In an increasingly electronic world, there is still little to rival the satisfaction of settling down with a good book. The church Library is available for all who attend St Andrew’s and our collection has become more comprehensive as the years have unfolded. (We have had visitors comment that it is the best church library they have seen, but we don’t wish to skite…)


The library committee buys a wide range of titles to meet the needs of as many as possible: adults, youth and children. We have a great range of children’s picture books and chapter stories. In the adult section we have fiction, biographies, prayers and meditations, books on Christian living, study group resources, Bible commentaries, books relating faith to topical issues, on church history and world faiths, books on parenting and on youth ministries. There is definitely something for everyone.

Books ranging across the theological spectrum are added to provide different, sometimes challenging viewpoints. We hope they will be of great benefit in helping you to think about issues, in providing inspiration and in helping you to grow in your faith. Come and check us out. Items are issued for one month and may be renewed if no-one else is waiting. A Dewey catalogue enhances access to authors, titles and subjects. Assistance is on hand after the 9:30am Sunday service, during the morning tea gatherings.

Some new acquisitions

Sunday, October 1 

“Let Us Pray” by Janet Nelson. (264 NEL) Prayers of intercession are an important part of every worship service. “Let us Pray” contains a collection of well crafted prayers shaped around the three-year-cycle of readings as set down in the “Revised Common Lectionary..” This volume is expected to be a great help to those rostered to help with intercessions at St Andrew’s and will complement other books of prayers already held in the Church Library.

Sunday, October 8 

“Heart Whispers: Benedictine Wisdom for Today” by Elizabeth Canham. (255 CAN) “Heart Whispers” offers accessible insights from Benedictine spirituality to help us explore the need for faithful living in today’s stress-filled world.The sixth century monk, Benedict, offers a remedy for the sickness of souls that results from life out of kilter with the natural rhythms of our deepest being.


Sunday, October 15

“The Dark Night of the Shed: Men, the midlife crisis spirituality – and sheds” by Nick Page. (248.4 PAG) In this funny, profound and honest look at the fears, hopes and challenges of midlife, Nick Page draws lessons from the story of Jacob, the wisdom of Carl Jung and the heroism of Percy the Park Keeper. Nick Page shares his own story and the stories of other men he’s met along the way. You don’t need to be having a mid life crisis, or even contemplating it, to enjoy and benefit from the humour and wisdom in this book.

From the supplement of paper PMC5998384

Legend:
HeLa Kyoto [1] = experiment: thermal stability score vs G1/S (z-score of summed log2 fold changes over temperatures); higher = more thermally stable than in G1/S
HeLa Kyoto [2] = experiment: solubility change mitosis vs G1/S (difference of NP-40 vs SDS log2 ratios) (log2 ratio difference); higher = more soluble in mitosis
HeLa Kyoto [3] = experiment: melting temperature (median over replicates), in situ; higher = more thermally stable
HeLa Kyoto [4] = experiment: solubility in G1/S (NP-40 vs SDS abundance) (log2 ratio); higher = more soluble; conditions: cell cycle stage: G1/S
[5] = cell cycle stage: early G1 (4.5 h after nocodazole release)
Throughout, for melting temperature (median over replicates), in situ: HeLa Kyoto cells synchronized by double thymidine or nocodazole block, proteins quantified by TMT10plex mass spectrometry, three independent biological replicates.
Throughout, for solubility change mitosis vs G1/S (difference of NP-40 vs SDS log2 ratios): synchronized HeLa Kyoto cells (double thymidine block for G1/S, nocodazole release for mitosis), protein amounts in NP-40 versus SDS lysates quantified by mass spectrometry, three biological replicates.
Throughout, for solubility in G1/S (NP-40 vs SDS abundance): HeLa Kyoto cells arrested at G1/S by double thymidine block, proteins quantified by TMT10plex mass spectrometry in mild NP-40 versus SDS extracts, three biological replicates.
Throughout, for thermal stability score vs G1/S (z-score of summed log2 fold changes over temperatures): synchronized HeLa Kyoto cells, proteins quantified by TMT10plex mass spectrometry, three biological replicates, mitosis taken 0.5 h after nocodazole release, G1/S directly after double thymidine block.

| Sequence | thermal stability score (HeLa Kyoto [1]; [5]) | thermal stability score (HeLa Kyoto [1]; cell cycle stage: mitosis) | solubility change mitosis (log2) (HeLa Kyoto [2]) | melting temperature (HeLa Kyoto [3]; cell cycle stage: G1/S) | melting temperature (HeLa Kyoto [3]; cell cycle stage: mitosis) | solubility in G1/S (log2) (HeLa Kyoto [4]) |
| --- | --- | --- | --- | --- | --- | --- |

Sunday, October 22

“Time to Be: Reflections on Facing the Future” by Eileen Campbell. (242 CAM) The quotations in this inspiring collection have been gathered from a wide range of sources from both East and West.  They focus on themes such as vision, faith, courage, gratitude, compassion – and offer insight into how the great spiritual teachers, poets, philosophers and writers, past and present, have been able to live deeply and fully while facing an uncertain future.


Sunday, October 29

“The Faith of John Knox” by James S. McEwen. (285.2 McE) This book is made up of six lectures given by James McEwen, Professor of Church History at the University of Aberdeen. McEwen wrote, ”Knox left very little systematic theological writing and I have had to gather his teaching from his pamphlets and letters . . . I have attempted to place Knox’s teaching against the general theological thought of his time and to display the agreement and differences.”


Sunday, November 5

“Care of the Soul: A Guide for Cultivating Depth and Sacredness in Everyday Life” by Thomas Moore. (248.4 MOO) In his introduction Moore writes, “When soul is neglected, it doesn’t just go away; it appears symptomatically in obsessions, addictions, violence and loss of meaning. Our temptation is to isolate these symptoms or to try to eradicate them one by one; but the root problem is that we have lost our wisdom about the soul.”  A reviewer writes, “This is an enthralling text . . . This book is a peaceful little island of good sense.


Sunday, November 12

“Clouds and Glory: Prayers for the Church Year” (264.1 ADA)and “The Open Gate: Celtic Prayers for Growing Spirituality” (264.1.ADA) both by David Adam. The first of these books will be of help to those contributing prayers in the context of worship. The second offers resources for personal daily prayer as well as prayer for corporate worship.  All of the prayers employ the Celtic emphasis and style for which David Adam is known.


Sunday, November 19 

“The Art of Dying Well” by Ian M Kilgour. (248.8 KIL)  A reviewer has written, “ This isn’t a book about death as such – it’s much more personal – it’s about your death, and mine, and how we might prepare for it. There are plenty of writings on death, but little on how we approach our dying . . .  Aucklander Ian Kilgour, has held pastoral positions with New Zealand Methodists, Presbyterians and the Salvation Army, and from his  experience brings together “ offerings… intended as helpful pointers.”